FIG. 4B is an expanded side view of the dashed line region shown in FIG. 4A, according to an embodiment of the present disclosure.

FIG. 5 is a first exploded view of an imaging device with a plurality of equi-spaced flexures, an imaging sensor base, and a multilayer board, according to an embodiment of the present disclosure.

FIG. 6 is a second exploded view of the imaging device of FIG. 5, according to an embodiment of the present disclosure.

FIG. 7 illustrates a directional deformation diagram displaying the uniform flatness of the detector unit, according to an embodiment of the present disclosure.

FIG. 8 is a flowchart illustrating a method for bonding an imaging sensor base with a multilayer board, according to an embodiment of the present disclosure.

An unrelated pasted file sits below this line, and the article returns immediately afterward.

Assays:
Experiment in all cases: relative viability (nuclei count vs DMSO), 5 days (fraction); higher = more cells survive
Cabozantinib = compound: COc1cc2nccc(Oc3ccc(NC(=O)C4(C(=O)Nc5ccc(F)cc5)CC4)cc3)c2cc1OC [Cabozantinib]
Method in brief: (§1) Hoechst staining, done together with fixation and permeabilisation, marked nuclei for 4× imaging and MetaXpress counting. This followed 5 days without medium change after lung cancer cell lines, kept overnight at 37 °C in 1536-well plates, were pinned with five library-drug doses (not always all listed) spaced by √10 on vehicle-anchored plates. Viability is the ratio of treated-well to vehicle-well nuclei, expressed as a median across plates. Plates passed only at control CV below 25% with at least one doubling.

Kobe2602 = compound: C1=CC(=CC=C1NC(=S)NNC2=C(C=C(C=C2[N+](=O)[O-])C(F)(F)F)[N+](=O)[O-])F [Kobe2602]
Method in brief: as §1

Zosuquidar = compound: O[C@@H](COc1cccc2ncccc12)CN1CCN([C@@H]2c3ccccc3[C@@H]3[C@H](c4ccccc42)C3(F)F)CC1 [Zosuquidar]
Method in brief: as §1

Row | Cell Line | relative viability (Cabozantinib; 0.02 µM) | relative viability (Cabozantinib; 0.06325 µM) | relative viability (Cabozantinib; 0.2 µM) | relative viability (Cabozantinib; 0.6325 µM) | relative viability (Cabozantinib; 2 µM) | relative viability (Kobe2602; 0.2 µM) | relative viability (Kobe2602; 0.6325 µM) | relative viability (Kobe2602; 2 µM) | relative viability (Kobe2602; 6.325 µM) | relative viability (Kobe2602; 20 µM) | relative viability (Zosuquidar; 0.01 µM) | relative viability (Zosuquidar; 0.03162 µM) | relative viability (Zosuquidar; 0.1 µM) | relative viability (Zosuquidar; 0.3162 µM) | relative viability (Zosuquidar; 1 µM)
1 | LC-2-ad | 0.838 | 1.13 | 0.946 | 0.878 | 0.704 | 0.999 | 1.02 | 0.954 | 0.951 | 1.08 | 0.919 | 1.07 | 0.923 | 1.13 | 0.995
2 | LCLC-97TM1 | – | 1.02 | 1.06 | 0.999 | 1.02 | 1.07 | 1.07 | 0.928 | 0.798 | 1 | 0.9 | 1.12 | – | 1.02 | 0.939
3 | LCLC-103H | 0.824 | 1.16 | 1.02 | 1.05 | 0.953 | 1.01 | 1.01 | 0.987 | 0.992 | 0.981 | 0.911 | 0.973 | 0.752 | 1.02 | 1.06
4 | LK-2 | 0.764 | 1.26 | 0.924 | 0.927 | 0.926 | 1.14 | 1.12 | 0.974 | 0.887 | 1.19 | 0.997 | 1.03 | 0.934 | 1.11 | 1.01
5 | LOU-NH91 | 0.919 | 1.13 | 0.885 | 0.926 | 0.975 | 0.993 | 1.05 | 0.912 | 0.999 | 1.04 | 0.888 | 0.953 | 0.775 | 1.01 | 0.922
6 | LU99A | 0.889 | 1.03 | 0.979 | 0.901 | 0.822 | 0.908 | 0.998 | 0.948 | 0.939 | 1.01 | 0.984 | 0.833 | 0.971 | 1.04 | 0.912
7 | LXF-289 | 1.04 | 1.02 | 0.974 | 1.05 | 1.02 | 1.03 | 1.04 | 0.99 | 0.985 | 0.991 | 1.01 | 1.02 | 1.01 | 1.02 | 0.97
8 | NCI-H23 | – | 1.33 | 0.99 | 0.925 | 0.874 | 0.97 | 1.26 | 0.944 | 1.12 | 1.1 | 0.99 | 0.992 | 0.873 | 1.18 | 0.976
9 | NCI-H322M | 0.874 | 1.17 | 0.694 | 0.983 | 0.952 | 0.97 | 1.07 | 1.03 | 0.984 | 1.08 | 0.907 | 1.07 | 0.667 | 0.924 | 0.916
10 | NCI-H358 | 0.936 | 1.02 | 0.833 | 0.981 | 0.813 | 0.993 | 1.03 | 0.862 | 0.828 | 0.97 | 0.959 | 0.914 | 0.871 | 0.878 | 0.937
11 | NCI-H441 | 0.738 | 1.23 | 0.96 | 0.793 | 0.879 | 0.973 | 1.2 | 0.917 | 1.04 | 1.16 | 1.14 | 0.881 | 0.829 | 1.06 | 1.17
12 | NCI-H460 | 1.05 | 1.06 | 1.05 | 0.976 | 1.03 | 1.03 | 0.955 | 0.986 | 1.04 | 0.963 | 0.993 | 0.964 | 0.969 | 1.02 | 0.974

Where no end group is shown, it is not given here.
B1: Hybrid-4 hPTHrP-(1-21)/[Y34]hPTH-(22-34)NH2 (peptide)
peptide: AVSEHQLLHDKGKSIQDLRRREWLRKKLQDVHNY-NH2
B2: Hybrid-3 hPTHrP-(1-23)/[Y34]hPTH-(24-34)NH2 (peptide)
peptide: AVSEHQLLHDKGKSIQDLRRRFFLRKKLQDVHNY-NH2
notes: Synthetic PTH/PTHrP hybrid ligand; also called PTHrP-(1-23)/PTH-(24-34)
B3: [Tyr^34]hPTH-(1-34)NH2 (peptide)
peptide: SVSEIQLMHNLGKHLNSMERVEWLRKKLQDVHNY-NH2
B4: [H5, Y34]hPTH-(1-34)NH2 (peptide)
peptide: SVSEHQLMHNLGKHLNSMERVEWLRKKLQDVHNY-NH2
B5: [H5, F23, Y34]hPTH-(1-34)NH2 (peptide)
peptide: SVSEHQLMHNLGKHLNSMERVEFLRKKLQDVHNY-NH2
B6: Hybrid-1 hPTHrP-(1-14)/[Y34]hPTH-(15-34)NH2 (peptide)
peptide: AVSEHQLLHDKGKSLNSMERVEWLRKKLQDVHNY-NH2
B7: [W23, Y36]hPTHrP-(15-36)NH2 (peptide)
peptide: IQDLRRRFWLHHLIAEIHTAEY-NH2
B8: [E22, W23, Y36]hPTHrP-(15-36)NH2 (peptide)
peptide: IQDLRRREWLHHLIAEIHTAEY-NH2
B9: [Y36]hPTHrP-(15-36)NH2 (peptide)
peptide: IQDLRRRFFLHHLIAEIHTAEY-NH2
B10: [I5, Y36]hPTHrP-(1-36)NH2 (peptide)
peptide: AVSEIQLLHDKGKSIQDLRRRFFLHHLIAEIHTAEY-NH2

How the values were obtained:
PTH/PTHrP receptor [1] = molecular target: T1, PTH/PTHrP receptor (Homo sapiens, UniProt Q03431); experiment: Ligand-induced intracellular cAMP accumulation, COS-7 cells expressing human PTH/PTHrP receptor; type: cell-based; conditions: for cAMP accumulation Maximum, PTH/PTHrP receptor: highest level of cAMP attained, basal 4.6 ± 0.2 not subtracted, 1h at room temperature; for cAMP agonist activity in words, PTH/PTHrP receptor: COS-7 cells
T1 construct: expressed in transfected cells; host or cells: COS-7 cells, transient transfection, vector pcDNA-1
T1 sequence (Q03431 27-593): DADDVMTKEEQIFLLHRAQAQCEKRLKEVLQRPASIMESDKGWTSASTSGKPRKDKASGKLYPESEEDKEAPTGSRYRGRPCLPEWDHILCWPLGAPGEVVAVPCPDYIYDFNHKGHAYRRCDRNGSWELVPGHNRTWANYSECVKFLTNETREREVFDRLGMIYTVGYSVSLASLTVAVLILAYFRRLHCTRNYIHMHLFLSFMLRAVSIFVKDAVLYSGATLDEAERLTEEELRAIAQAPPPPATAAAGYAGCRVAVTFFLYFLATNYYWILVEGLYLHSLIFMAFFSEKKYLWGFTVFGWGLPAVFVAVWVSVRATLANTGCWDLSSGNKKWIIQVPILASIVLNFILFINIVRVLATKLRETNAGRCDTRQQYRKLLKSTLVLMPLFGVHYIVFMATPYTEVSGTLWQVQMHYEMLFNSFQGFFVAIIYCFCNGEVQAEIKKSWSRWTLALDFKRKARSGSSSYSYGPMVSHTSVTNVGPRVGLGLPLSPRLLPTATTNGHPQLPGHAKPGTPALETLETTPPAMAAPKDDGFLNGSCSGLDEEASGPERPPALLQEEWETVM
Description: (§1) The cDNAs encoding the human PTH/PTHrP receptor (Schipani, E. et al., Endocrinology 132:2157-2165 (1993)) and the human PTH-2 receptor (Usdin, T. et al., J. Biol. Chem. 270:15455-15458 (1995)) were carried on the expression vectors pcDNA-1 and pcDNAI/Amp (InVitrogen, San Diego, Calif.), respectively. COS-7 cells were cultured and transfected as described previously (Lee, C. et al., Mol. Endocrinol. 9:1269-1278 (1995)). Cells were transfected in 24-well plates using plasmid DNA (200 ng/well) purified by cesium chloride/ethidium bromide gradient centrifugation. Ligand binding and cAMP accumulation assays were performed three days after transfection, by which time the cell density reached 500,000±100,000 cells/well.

DETAILED DESCRIPTION

In the description that follows, the present invention will be described in reference to an embodiment that provides an imaging device with an imaging sensor base having a mounting hub to isolate temperature induced strain on an image detector. The present invention, however, is not limited to any particular application nor is it limited by the examples described below. Various modifications to the disclosed embodiments will be apparent to those skilled in the art and the general principles defined herein may be applied to other embodiments and applications without departing from the spirit and scope of the invention. Therefore, the description of the embodiments that follow are for purposes of illustration and not limitation.